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GRaded Alloy Transition Development (GRATD) employs Integrated Computational Materials Engineering (ICME).
Additive manufacturing (AM) is a proven valuable enabler for the rapid manufacture of complex assemblies. The Office of the Under Secretary of Research and Engineering’s (OUSD R&E) Technology & Manufacturing Industrial Base in collaboration with the Assistant Director, Hypersonics have identified development of AM for high temperature metals as key to timely fielding of hypersonic capabilities, addressing shortfalls of traditional manufacturing processes which are often costly, low-yield, and labor intensive. Additionally, aero-thermal environments experienced by hypersonic vehicles require joining dissimilar materials to reduce weight and increase thermal/structural performance. Developments in AM techniques for the processing of high temperature and dissimilar material sets for hypersonic applications are needed to exploit the advantages of AM.
The objective of this program is to develop graded alloy transitions for hypersonic systems by demonstrating and validating the ability of AM techniques to achieve higher joint performance for a relevant material set compared to baseline processing/bonding method(s). This project seeks to combine Boeing’s hypersonic design knowledge and AM experience, QuesTek’s state-of-the-art integrated computational materials engineering (ICME) tools, and RPM Innovations proven powder feed direct energy deposition (DED) procedures and build parameters to develop additive-enabled leading and control fin edge transition joints.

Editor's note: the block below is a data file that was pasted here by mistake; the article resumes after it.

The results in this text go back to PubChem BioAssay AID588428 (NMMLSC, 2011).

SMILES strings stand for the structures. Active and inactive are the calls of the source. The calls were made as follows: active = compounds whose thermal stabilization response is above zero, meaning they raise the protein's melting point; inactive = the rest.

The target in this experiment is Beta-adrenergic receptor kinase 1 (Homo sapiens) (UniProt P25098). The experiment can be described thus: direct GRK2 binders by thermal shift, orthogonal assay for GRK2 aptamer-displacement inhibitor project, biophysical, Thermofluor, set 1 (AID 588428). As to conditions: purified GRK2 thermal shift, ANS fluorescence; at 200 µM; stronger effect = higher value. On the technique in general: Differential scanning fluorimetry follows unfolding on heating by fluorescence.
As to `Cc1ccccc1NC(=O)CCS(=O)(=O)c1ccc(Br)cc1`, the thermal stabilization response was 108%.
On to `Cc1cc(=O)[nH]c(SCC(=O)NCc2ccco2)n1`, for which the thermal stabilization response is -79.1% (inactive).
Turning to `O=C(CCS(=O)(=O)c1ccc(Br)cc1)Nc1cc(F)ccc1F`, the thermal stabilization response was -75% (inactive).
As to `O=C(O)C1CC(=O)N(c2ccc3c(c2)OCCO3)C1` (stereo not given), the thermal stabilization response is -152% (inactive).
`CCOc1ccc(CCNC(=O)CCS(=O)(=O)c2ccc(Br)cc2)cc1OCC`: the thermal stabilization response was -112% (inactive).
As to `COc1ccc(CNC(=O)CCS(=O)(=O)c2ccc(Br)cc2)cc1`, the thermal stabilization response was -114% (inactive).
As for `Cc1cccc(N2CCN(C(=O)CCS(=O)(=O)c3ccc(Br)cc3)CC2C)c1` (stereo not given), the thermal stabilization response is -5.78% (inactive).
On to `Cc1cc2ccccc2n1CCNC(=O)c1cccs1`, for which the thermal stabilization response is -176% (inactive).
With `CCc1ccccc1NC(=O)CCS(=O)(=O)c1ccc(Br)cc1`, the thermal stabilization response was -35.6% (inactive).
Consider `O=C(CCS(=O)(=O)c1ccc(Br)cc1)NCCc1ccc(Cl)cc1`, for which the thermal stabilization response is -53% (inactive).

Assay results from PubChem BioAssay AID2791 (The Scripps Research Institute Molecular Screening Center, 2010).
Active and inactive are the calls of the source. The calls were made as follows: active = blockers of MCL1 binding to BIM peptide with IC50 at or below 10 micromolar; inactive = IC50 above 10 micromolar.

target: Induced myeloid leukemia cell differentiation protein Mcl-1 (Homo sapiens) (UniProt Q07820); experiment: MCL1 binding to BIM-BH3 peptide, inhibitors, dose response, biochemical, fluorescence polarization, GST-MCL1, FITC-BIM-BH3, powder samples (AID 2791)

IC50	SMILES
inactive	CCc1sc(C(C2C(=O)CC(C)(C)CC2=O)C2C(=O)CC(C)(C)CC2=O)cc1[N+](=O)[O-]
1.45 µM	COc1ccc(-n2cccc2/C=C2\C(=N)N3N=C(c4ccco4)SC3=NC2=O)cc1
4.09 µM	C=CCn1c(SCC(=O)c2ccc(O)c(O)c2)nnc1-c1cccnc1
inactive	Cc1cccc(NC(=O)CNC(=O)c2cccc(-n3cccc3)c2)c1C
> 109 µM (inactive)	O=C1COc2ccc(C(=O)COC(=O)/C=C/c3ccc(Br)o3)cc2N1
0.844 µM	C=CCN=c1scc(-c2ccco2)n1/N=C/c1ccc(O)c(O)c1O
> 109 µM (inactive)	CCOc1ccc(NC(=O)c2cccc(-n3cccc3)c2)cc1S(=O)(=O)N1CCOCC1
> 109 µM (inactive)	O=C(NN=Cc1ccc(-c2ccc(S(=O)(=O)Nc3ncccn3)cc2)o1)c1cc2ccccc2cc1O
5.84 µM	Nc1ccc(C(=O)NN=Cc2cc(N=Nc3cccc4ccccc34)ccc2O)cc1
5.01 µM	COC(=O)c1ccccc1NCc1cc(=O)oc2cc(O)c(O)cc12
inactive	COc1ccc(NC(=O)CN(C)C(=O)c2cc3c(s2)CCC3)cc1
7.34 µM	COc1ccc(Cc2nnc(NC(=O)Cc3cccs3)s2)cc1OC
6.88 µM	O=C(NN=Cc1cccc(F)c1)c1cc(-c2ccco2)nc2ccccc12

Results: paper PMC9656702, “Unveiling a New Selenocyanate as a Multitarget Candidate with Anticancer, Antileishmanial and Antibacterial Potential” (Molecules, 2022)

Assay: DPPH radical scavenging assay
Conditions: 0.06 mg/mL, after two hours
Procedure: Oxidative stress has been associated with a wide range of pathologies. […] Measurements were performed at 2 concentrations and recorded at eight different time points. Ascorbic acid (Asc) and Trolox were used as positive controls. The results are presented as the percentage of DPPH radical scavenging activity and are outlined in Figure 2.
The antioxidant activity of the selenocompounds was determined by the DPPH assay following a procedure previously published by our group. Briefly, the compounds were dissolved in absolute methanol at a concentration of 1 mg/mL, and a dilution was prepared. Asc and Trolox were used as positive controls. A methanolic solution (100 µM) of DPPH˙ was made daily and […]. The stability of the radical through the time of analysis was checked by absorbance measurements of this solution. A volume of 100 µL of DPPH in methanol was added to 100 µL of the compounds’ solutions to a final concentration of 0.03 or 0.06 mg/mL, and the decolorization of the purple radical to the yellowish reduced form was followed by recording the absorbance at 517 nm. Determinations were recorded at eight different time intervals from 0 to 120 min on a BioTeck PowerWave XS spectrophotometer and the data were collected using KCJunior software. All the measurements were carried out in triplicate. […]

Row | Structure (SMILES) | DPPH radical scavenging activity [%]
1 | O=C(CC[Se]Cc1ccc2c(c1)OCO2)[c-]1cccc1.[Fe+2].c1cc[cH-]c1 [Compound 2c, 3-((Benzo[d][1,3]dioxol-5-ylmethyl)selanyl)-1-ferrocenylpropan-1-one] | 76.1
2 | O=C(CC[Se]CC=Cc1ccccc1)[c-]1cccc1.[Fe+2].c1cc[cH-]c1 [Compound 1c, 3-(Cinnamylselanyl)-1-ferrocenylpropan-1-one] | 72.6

The Boeing Company is leading the GRaded Alloy Transition Development (GRATD) project. Graded materials are being identified and down-selected using ICME tools. Non-equilibrium (Scheil) thermodynamic calculations are being performed along the gradient to assess the potential formation of undesirable phases (brittle intermetallic phases) during solidification, thermal exposures, or heat treatment. Other calculations are being performed to assess the additive manufacturability in terms of freezing range and cracking susceptibility coefficient. The selected transitional process(es) are being developed and base alloy properties determined. The graded transition interface and properties are being characterized using ICME to minimize costs and time associated with trial and error techniques.
Test specimens using the down-selected graded materials are produced once build quality issues such as cracking, stress deformation, and high porosity are resolved. The test specimens are fully machined to eliminate as-deposited surface effects when performing metallographic examinations and testing as well as analyzing property characterization, process parameters, and build variability to quantify transition region quality.